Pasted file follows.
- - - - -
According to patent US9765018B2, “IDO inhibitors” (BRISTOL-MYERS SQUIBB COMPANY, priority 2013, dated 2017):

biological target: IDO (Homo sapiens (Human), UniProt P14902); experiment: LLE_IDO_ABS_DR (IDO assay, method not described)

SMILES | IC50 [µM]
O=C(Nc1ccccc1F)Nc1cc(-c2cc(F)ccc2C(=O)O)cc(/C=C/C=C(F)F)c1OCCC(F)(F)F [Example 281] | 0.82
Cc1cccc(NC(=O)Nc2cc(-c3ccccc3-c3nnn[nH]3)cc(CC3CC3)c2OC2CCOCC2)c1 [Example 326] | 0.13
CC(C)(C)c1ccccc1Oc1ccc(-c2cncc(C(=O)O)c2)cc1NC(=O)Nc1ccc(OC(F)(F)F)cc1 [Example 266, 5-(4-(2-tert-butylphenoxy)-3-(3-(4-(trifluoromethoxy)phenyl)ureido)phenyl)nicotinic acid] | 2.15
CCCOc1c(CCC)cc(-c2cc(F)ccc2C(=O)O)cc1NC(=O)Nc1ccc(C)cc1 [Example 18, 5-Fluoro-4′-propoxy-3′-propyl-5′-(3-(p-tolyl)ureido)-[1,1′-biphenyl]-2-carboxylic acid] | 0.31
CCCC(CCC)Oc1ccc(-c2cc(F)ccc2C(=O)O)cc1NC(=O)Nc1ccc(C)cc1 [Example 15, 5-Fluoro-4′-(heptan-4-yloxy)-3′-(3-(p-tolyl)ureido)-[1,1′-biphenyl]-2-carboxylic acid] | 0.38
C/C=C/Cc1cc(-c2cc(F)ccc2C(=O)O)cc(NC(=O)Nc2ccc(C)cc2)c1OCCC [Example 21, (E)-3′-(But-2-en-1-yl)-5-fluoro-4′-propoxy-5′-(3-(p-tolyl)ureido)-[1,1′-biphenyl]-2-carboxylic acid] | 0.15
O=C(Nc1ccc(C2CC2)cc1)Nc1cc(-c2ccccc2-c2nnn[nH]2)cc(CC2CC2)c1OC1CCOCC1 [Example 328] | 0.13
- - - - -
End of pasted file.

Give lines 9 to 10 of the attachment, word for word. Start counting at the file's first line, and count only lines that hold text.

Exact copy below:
C/C=C/Cc1cc(-c2cc(F)ccc2C(=O)O)cc(NC(=O)Nc2ccc(C)cc2)c1OCCC [Example 21, (E)-3′-(But-2-en-1-yl)-5-fluoro-4′-propoxy-5′-(3-(p-tolyl)ureido)-[1,1′-biphenyl]-2-carboxylic acid] | 0.15
O=C(Nc1ccc(C2CC2)cc1)Nc1cc(-c2ccccc2-c2nnn[nH]2)cc(CC2CC2)c1OC1CCOCC1 [Example 328] | 0.13